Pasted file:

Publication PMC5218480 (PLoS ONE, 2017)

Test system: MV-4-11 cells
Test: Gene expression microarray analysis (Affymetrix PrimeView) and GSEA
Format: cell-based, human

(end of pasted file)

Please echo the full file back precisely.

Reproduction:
Publication PMC5218480 (PLoS ONE, 2017)

Test system: MV-4-11 cells
Test: Gene expression microarray analysis (Affymetrix PrimeView) and GSEA
Format: cell-based, human